“Each of the three furnaces has its own transformer and custom built charge conveyor car, designed and manufactured by Kwatani, that is capable of holding the entire charge burden. Each charge conveyor sits atop an integral weight frame built into the melt deck that provides charge crane operators feedback as the conveyor is filled. A newly designed alloy addition system allows alloy batching from pre-programmed recipes for bath chemistries and temperatures.”

“The new furnaces use a computerised control system for overall melt furnace management. This system is managed from a central elevated control room with line of sight monitoring of each furnace. Remote control stations adjacent to each furnace provide full local control for furnace operators on the melt deck.”

“The power setup is a 33kV/60Hz, 24 pulse rectifier system which research has shown is the best for our situation.”

Inductotherm is represented by Cerefco in South Africa.

Saveway measuring system: Continuous measurement of remaining lining thickness
“We have also invested in the Saveway continuous measurement system and already in the short time that it has been operating we have had two ‘saves’.”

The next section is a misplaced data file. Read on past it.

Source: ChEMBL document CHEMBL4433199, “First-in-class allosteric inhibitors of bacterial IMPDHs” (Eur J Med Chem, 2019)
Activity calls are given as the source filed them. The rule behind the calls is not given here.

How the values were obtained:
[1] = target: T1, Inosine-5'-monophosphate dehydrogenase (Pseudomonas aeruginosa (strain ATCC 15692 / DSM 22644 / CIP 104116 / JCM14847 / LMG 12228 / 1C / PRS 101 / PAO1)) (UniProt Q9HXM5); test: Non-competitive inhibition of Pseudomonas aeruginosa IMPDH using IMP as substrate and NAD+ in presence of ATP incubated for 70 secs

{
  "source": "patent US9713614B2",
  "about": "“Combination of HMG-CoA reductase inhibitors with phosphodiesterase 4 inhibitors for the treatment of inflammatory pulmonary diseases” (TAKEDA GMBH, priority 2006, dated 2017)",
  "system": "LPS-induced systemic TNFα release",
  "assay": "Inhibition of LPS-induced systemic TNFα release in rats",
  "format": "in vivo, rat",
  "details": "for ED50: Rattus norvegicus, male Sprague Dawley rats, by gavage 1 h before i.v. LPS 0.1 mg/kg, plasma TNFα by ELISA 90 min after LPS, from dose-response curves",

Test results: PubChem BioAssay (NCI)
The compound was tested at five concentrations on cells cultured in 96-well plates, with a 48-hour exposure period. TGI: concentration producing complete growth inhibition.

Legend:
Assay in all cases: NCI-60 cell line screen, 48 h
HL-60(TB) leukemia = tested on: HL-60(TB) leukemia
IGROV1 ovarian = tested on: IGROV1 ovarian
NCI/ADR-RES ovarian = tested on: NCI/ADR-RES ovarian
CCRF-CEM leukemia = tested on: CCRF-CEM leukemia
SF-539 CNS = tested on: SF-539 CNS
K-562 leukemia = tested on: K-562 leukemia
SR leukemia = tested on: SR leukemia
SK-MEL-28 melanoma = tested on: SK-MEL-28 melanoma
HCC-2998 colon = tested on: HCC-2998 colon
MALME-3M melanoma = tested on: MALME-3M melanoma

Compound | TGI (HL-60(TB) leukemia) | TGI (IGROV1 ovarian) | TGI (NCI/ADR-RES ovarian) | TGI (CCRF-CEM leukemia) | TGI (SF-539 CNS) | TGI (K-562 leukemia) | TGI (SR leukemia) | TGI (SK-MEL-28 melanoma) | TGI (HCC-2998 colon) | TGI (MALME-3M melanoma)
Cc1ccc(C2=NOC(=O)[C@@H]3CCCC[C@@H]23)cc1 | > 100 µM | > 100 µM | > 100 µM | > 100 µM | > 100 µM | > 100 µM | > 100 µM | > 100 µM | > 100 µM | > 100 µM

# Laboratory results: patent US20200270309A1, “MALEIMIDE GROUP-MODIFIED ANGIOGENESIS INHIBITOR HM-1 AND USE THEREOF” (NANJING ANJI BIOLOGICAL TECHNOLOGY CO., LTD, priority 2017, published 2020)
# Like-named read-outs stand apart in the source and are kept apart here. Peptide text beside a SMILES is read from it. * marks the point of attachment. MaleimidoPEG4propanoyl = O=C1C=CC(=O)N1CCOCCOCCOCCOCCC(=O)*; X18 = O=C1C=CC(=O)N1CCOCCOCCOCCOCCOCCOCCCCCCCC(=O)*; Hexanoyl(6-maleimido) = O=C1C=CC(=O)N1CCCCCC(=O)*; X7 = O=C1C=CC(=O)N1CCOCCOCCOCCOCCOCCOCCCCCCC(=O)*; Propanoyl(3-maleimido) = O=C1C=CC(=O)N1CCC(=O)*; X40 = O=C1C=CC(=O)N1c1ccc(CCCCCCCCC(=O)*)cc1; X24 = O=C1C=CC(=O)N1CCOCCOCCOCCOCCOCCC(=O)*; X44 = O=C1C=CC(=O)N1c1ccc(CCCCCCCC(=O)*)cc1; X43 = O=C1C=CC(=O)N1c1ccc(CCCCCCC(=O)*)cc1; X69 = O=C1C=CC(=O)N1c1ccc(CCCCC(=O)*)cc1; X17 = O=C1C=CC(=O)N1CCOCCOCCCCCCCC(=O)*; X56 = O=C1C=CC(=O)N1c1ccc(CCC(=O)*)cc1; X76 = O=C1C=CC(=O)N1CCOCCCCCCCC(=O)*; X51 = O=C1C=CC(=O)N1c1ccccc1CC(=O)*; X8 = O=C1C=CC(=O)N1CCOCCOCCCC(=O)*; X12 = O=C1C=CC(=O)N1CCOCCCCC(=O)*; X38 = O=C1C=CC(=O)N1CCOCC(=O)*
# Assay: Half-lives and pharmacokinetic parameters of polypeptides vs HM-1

“The Saveway system allows the continuous measurement of remaining lining thickness during furnace operation. It is the only technology used in security monitoring, which measures the actual remaining lining thickness. In addition to visible signs of wear, such as erosion and worn-out areas, covered wear conditions are detected reliably, like dangerous metal penetrations and metal fins.”

Each of the three Inductotherm furnaces has its own transformer

230 metres of stainless steel pipe was used in the project

“The system also offers the option to switch between “melting mode” and “drying mode”, so that the sinter charge can be monitored on metal penetration. The detection of coil leakage, such as those occurring on coreless induction furnaces, completes the service range of the Saveway technology.”

Local participation